Solihull student issues warning after his cancer was misdiagnosed for eczema - The Solihull Observer

Solihull student issues warning after his cancer was misdiagnosed for eczema

Solihull Editorial 4th Feb, 2019   0

A SOLIHULL College student who has fought blood cancer is calling on others to push for scans and tests if they feel they have been misdiagnosed.

Kaiser Khan has told of his battle with blood cancer in a documentary for Clic Sargent, which provides financial and emotional support to young cancer sufferers, including him.

Shortly after starting his studies at Liverpool John Moores University he developed a rash and persistent itching.

He said he was diagnosed with eczema in January 2015 by doctors in Liverpool and was prescribed several eczema medications and home remedies.




The Stratford resident left his course and returned home when the painful itching became unbearable.

Over the year, Kaiser started to develop constant sweating, weight loss and began coughing up blood, which nearly drove him to suicide.


The 24-year-old said: “I was constantly sweating and itching all the time. I’d sit at the end of my bed in desperation because it just wouldn’t go away.

“I told the doctors I wanted to kill myself. It was getting to a stage where I really couldn’t deal with it anymore.”

Kaiser contacted a professor at the Queen Elizabeth Hospital in Birmingham in November 2015.

The scans in January 2016 revealed Kaiser had a tumour on his chest.

“They told me I had a huge mass on my chest above my heart and that it was very aggressive.

“It was stage 4B Hodgkin’s Lymphoma and it had spread to my right lung.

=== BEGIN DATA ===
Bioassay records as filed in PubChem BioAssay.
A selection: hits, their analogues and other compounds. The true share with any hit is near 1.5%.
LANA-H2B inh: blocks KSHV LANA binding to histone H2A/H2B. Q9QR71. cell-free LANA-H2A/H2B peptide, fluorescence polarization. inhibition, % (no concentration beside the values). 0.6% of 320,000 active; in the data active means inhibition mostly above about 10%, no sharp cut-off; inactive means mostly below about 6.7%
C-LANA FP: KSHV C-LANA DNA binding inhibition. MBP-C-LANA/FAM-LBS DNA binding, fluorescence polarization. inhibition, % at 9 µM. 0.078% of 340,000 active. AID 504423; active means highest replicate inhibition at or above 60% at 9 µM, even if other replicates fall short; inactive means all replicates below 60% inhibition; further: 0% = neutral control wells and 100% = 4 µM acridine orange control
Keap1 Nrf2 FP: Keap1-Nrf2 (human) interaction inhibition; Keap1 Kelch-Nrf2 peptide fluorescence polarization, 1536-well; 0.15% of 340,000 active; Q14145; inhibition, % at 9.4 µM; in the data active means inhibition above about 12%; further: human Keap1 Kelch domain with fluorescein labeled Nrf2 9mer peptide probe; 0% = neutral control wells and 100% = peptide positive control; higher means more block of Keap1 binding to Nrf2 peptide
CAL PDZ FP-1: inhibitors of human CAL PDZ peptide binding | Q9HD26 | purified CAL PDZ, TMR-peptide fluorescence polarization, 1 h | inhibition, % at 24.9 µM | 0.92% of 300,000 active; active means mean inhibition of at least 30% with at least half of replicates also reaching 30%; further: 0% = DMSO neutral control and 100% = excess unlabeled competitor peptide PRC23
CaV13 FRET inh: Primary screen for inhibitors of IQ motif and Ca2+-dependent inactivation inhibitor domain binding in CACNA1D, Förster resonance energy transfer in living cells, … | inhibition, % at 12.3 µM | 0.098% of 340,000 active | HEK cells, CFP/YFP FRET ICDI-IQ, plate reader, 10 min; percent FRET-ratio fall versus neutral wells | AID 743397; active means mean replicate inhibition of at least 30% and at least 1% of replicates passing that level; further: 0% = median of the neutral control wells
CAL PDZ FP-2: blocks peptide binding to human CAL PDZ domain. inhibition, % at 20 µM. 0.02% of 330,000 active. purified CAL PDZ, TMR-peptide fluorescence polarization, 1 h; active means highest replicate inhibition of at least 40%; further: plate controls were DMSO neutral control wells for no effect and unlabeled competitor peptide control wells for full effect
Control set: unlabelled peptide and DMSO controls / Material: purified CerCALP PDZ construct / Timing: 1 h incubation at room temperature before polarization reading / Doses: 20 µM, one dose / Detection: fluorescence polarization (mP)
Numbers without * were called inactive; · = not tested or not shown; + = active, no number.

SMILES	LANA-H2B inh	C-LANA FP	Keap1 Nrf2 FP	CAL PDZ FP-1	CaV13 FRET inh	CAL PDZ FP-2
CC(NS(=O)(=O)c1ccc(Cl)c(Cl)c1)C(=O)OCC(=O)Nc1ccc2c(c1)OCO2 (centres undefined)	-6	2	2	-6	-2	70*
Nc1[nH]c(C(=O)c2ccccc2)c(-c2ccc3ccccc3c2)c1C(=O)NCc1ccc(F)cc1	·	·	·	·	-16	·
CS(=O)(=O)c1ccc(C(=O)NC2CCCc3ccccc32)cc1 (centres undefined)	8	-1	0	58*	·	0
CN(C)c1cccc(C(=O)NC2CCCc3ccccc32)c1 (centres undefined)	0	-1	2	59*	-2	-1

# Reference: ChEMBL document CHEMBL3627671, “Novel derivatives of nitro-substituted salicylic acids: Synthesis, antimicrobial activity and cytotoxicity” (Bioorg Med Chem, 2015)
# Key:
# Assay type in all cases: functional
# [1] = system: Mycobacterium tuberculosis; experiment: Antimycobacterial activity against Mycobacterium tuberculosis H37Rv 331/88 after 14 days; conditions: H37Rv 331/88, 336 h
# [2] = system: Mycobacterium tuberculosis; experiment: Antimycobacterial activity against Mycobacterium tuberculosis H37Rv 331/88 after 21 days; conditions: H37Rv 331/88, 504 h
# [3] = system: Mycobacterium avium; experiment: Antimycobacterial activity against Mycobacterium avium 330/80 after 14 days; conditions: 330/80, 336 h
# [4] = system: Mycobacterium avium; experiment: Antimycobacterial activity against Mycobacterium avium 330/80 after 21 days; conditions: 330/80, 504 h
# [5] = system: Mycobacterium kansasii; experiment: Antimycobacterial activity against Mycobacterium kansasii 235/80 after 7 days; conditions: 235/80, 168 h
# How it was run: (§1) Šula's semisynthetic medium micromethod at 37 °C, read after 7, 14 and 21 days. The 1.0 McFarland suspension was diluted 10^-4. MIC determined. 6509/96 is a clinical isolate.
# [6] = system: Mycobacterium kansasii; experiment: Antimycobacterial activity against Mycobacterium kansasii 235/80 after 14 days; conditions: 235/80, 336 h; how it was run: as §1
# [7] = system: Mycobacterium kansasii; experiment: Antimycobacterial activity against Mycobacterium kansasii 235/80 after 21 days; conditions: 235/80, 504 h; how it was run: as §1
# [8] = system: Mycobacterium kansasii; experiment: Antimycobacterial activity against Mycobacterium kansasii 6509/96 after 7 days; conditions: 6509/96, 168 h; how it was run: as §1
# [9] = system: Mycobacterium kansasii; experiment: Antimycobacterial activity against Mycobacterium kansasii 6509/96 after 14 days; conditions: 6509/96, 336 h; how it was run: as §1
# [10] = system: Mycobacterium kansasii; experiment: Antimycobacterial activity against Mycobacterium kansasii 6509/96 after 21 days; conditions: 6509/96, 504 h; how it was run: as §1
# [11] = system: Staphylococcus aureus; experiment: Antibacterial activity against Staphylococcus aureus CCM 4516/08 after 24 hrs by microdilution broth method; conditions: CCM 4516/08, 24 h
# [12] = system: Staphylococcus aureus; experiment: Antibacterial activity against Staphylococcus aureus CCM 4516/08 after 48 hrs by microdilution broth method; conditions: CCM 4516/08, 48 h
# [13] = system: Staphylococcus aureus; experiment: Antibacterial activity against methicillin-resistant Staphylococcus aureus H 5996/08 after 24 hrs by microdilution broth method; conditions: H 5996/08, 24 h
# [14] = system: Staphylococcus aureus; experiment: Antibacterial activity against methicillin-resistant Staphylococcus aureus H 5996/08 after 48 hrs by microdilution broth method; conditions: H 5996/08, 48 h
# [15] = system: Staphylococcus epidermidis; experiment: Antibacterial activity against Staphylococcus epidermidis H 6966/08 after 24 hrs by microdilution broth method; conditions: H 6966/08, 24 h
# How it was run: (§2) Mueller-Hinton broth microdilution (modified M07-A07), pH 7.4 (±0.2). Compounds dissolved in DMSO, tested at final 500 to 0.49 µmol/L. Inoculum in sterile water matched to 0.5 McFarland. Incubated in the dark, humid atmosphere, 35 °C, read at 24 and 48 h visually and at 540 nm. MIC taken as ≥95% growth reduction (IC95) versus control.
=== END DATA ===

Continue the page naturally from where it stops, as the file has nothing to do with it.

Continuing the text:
“When I found out I was heartbroken but also angry. I was relieved because I’d found out what it actually was but also angry because it had taken so long to find out.”

Kaiser went through 12 rounds of gruelling chemotherapy before being told his tumour had shrunk.

Tragically, his uncle was battling throat cancer at the same time and passed away after Kaiser’s treatment finished.

Kaiser has a smaller, non-cancerous tumour on his chest and will have regular check-ups until 2021.

The Solihull College barber student now assists with a young people’s reference group for ill young people, which involves meetings monthly to talk and share and even a trip away.

In a message to those who feel they have been misdiagnosed he said: “You need to keep pushing and stay positive. I know it’s hard because everyone has bad days.

“Keep a smile on your face because every single day is a blessing.

“If anyone is unsure about symptoms keep pursuing and it will eventually come out – early diagnosis is so important so don’t give up.

“If I didn’t have the charity I don’t think I would have been able to get through it.”

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